“The first shot is ridiculous,” Taylor says. “Ridiculously horrible. Excruciating.”

But the first shot to the foot wasn’t even the remedy. The first shot was just to numb the area … in preparation for the second shot, which was worse.

“You can’t kill the foot because then it is just a dead nub,” he says. “You’ve got to get the perfect mix [of anesthesia]. I was crying and screaming. I’m sweating just speaking about it now.”

How’d he play?

“I didn’t play well,” he says. “But I played better than my backup would have.”

I was going to say, Where’s the fucking union for these abused workers?!—but, of course, the union is complicit. They might be named a “players union”, but really, they’re there to make sure the guys on the field get paid, not that they don’t get hurt.

It’s a fucking racket.

The football field is a workplace and the players, workers, but unlike other workers the dangers of the conditions of their workplace are not only dismissed with a they-know-what-they’re-getting-into wave of the hand, but actively celebrated. And those whose apparently-not-serious injuries take them out of the game? Pussies.

I know this country as a whole doesn’t care much about its workers, and workplace protections for, say, slaughterhouse workers and miners have been eviscerated in our bottom-feeding quest for competitiveness and profits, but Brahma, Vishnu, and Shiva, do we really have to cheer for men to get hurt?

Because that’s exactly what we’re doing when we watch these large and fast men crash into one another.

One final note. Although I’d been reading about concussions and brain injuries among football issues since, well, since it became news, I didn’t necessarily connect it to my own viewing habits. It wasn’t until Ta-Nehisi Coates, a former Cowboys fan, began to take this apart a coupla’ years ago that I began to consider the moral dimensions of my fandom.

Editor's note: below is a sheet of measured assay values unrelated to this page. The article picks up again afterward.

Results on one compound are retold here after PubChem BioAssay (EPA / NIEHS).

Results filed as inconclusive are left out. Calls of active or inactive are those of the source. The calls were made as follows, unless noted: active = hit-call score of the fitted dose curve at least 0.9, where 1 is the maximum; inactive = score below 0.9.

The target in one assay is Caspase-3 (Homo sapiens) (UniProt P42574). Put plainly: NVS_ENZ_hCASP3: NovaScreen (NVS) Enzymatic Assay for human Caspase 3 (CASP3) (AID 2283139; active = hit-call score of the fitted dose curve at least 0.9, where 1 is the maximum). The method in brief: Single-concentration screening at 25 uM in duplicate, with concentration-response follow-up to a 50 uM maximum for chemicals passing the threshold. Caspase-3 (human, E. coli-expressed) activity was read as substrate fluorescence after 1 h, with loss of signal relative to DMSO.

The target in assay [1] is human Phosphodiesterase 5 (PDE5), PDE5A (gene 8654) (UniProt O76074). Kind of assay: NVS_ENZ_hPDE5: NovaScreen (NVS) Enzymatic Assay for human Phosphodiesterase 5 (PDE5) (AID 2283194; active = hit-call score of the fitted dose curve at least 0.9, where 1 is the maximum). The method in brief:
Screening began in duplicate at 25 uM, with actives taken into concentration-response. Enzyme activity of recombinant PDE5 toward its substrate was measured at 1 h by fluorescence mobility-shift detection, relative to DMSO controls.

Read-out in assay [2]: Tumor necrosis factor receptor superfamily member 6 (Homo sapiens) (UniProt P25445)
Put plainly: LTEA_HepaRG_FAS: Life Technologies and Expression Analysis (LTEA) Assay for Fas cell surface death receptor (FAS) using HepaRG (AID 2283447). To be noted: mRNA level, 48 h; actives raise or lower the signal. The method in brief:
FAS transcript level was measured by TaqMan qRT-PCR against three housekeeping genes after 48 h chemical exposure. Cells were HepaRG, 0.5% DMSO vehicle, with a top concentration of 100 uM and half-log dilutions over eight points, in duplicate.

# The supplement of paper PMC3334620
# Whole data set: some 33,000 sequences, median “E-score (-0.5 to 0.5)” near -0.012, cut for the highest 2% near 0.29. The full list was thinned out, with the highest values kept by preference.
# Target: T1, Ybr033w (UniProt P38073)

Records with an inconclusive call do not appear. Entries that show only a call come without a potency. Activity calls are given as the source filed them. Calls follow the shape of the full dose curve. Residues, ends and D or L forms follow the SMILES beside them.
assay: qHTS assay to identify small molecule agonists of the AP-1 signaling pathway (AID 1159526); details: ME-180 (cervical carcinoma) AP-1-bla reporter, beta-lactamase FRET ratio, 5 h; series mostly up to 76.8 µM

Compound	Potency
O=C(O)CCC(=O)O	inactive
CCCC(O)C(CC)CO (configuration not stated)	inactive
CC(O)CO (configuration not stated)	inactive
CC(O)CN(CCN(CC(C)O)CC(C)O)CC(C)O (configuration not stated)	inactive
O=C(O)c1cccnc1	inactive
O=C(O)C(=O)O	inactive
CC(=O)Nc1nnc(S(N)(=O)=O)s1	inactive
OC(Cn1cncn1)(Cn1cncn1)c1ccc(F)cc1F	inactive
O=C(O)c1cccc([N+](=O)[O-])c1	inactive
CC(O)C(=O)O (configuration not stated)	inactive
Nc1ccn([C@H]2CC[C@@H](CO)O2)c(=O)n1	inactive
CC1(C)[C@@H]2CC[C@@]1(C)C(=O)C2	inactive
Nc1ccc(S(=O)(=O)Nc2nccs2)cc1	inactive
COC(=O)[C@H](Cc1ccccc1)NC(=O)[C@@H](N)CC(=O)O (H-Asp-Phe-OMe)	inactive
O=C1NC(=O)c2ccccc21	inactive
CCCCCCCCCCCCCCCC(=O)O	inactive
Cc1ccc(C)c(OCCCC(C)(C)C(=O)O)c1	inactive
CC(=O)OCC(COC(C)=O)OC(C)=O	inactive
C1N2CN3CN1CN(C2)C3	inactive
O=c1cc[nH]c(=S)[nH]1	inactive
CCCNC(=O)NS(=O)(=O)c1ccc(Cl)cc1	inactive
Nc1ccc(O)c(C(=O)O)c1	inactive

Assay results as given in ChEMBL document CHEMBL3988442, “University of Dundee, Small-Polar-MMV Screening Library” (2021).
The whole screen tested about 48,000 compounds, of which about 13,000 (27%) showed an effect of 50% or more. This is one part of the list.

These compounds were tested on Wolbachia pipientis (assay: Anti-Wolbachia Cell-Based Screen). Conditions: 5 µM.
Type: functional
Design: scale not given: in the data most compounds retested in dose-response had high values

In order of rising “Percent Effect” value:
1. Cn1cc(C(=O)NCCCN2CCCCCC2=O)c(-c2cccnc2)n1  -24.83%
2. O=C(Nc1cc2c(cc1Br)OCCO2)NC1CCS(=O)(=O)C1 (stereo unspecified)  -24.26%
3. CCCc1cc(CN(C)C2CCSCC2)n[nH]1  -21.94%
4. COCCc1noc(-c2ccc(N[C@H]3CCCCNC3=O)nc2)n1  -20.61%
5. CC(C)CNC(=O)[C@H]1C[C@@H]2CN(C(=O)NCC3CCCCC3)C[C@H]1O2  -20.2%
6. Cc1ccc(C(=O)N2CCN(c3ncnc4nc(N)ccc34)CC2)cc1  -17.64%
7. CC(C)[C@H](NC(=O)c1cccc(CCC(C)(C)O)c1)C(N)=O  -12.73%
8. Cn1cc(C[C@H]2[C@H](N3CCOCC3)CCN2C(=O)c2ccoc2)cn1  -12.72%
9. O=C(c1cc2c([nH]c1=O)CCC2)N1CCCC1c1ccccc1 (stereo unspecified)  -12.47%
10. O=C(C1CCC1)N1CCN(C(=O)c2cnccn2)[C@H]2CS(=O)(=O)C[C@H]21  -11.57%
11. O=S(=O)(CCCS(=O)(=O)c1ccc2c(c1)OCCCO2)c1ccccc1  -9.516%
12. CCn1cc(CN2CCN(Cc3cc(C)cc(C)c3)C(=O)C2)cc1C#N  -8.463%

I don’t know that I would have gotten over the hump on this without that prodding—and do note, he was speaking only for himself, not making recommendations to others—but I am now at the point that, like him, while I can still wonder at the players’ athleticism, I can no longer overlook the brutality of the so-called game.





Cry me a river

21 01 2013

So I awoke to a great wailing and gnashing of teeth. . . no, wait, that’s not right.

So I awoke to confused alarms of struggle and flight. . . no, no, that’s not it, either.

So I awoke to a sledgehammer pounding the plaster and tile in the apartment above. Ah, yes: that’s more like it.

This was a good thing.

Why? Because of this:

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The cats noticed before I did (I always get nervous when they stare at the wall or ceiling, afraid of some fearsome bug), but before long the consequences of those odd, easily-ignored, noises became apparent.

Don’t judge me: When you live in an old building, there are always odd noises. If you don’t learn to ignore them, you will spend all of your time tracking down the whys and wherefores.

This, however, could not be ignored. Friday night it was just the living room wall, but by Saturday, the other side of the wall, in the bathroom, was pooching out. The living room wall looked bad, but there wasn’t too much water; the bathroom wall, however, was rather too weepy.

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I’m not much for weeping, either by me or my walls, but daubing it with a towel wasn’t going to make it all better. So, in the spirit of what used to be called jerry-rigging, then MacGyvering, but has now been snazzed up to “life-hack” (which, by the way, did you see this list of 99 life-hacks? handy!), I rigged up a catch-basin for the wall’s tears:

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Two keys to this, of course: One, the cap (which, unlike the recyclable jug, had to be dug out of the trash), and two, the tape. The water would just have dripped behind the plastic had it not been given a slide from the tile into the jug. Luckily, the drip path didn’t follow the grout line, so the tape held its own.

(And no, that’s not sewage in the jug; the water was colored by whatever is in the wall.

Anyway, the super was up bright and early smashing walls for the plumber, and they’re now up there stomping and clanging and scaring the hell out of my cats and, hopefully, putting an end to the source of the walls’ agonies.